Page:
Border Spaces in Nicholasa Mohr's Growing Up Inside the Sanctuary of My Imagination

By Vasquez, Mary S. | Bilingual Review, January-April 2001 | Go to article overview

Border Spaces in Nicholasa Mohr's Growing Up Inside the Sanctuary of My Imagination


Vasquez, Mary S., Bilingual Review


The many of us who read Nicholasa Mohr awaited with eagerness the 1994 publication, as part of the Simon and Schuster series "In My Own Words," of her memoir Growing Up inside the Sanctuary of My Imagination. Its advent promised to deepen our understanding of the forging of Mohr's creative imagination and the elaboration of her literary art in her short story collections El Bronx Remembered, In Nueva York, and Rituals of Survival: A Woman's Portfolio, her novel Nilda, and in her fiction for young people, Felita and Going Home--and indeed it does. One encounters in the memoir the genesis, in lived experience and reflection upon it, of characters, the problematics of immigrant and minority life, and the presence of physical and sexual differentness as a metaphor for minority separateness and the imperative of negotiation for individual and cultural space. The memoir also offers an understanding of the centrality of the imaginative function in Nicholasa Mohr's work. Before considering the questions of identity a nd the negotiation for space in the Mohr memoir, I wish to reflect upon the nature of such testimonial literature, not only as a set of literary modalities but also as a body of social and cultural texts.

The last two decades have seen a flowering in the production of new texts and the (re)discovery and (re)editing of older ones in the sibling testimonial genres of Latino/Hispanic memoirs, cultural memoirs, autobiography, and cultural autobiography, some of whose modalities are treated in the 1988 Americas Review monographic issue, US. Hispanic Autobiography, and the 1997 MELUS issue, Ethnic Autobiography. These texts tell of the experience of growing up Latino/Hispanic in the United States, or of completion here of a growth to maturity initiated in a more exclusively defined Hispanic culture. Some of these texts deal with the exilic experience and with that generational transformation ably posited and documented by Eliana Rivero. This metamorphosis from exiles to ethnics is a movement seen, for example, in Gustavo Perez Firmat's memoir entitled, both poignantly and playfully, Next Year in Cuba (1995). These testimonial texts begin to fill what has been an immense gap in U.S. letters: knowledge of the Latino/H ispanic presence within, and experience of, the broader society and culture, as well as its multiple contributions to it. Alongside the increasingly frequent publication of Latino testimonial texts by such houses as Arte Publico, Alfred A. Knopf, Addison-Wesley, Anchor/Doubleday, Bilingual Review/Press, HarperCollins, W. W. Norton, and the university presses of New Mexico, Arizona, Massachusetts, and Texas is the equally significant initiative taken by the federally funded Recovering the U.S. Hispanic Literary Heritage project operating in conjunction with Arte Publico and housed at the University of Houston. This project seeks to recover and make available many U.S. Latino texts, some of them testimonial in nature, which have long been out of print, if ever published at all. Such efforts seek to counter the longtime ignorance in U.S. majority culture of the Latino experience, and they are calculated to rectify the long denial to Latino children in U.S. public schools of the opportunity to study their culture s of heritage.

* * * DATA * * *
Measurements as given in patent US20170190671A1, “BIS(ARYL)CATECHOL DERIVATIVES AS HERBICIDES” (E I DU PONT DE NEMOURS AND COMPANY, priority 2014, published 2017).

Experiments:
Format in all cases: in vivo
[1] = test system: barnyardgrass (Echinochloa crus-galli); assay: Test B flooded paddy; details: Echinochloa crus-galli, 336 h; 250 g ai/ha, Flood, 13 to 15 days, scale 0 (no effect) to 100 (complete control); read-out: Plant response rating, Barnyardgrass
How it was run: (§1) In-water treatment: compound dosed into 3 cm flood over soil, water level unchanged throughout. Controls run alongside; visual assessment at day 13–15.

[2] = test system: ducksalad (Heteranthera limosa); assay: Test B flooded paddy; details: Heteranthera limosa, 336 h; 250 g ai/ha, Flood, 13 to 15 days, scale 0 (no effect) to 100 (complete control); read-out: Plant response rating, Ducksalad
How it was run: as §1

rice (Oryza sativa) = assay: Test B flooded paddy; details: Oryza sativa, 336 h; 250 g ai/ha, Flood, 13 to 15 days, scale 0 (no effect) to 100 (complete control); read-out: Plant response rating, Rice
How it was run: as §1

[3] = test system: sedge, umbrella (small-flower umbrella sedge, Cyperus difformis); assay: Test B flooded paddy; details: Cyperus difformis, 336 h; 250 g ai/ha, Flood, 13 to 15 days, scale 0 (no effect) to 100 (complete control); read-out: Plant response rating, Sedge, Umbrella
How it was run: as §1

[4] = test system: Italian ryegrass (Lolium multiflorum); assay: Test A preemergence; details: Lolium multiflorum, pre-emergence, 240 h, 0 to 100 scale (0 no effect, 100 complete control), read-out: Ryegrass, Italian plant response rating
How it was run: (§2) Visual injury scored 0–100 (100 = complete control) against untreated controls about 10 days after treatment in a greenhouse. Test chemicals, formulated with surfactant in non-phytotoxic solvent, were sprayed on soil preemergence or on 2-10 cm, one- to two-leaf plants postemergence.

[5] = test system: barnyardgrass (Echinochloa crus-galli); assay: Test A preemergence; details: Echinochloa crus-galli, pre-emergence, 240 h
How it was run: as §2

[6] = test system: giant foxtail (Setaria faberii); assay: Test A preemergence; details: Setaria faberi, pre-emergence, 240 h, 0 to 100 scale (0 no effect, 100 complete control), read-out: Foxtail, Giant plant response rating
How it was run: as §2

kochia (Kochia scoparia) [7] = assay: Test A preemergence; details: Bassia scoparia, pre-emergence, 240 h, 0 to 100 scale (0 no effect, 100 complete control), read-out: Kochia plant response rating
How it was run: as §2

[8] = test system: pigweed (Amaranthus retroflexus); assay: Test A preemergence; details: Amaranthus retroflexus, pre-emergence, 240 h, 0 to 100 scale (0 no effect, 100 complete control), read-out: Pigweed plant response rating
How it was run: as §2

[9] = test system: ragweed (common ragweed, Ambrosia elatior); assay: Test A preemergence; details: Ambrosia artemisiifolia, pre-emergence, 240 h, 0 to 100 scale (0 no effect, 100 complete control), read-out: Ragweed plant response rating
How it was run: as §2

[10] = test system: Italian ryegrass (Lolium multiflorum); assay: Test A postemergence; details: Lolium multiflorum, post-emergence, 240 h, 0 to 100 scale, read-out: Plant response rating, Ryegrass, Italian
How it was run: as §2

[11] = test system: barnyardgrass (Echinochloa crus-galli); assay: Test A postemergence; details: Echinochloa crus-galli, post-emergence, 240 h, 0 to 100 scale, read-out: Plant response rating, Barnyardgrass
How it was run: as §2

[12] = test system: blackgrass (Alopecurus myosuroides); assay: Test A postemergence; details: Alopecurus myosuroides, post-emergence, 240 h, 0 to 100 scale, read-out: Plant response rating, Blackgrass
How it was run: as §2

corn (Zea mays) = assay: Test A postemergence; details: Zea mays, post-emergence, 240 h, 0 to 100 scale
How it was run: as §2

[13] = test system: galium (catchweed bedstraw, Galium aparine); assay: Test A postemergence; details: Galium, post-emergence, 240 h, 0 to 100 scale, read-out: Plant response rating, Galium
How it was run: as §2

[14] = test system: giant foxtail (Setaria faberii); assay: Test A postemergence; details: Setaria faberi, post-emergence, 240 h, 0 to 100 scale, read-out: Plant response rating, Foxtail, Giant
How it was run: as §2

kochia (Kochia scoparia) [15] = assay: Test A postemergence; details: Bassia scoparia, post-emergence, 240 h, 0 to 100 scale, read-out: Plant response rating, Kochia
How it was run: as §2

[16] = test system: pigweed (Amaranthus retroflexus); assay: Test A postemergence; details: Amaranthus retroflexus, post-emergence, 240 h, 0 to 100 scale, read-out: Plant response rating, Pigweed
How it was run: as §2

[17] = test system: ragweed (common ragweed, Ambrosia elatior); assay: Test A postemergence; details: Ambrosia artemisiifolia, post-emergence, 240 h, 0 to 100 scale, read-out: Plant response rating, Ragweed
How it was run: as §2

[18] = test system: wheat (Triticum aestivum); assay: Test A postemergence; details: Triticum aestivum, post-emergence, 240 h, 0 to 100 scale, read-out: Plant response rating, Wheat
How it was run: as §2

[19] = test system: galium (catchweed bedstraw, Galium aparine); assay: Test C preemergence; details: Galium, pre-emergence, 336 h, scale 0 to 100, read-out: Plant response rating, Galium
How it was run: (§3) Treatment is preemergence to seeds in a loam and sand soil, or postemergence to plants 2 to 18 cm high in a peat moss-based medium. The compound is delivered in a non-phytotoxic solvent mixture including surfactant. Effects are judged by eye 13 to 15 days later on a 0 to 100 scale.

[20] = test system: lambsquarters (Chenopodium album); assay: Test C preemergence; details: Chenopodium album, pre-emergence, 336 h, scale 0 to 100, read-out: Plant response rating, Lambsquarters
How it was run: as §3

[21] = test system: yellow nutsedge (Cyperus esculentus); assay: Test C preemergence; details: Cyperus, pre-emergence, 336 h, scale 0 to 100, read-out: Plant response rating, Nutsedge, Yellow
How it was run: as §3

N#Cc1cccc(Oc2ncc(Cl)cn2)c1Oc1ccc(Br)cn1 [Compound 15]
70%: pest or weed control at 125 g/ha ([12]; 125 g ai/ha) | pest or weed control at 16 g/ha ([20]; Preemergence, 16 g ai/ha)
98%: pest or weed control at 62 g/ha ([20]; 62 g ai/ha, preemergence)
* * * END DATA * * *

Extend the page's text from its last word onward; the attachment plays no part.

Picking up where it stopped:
The urgency of the filling of this gap is great. A 1996 study reported at Michigan State University by Robert Aponte and Marcelo Siles using U.S. Bureau of the Census figures projects that by 2005 Hispanics will be our country's largest minority. Early reports on the 2000 U.S. Census suggest that that distinction has already been attained. One thinks of the generations of Hispanic/Latino young people who have passed through U.S. community schools and on into adulthood without encountering positive depictions of members of their ethnic groups or cultures of origin, or even a documentation of the passage of their people through U.S. history. Silence is, of course, erasure. The urgency is equally great for those majority/mainstream young people who have similarly passed through the schools and on into adult life and citizenship unschooled in the history, traditions, values, literary and artistic achievements, and other contributions of Latino/Hispanic Americans. …

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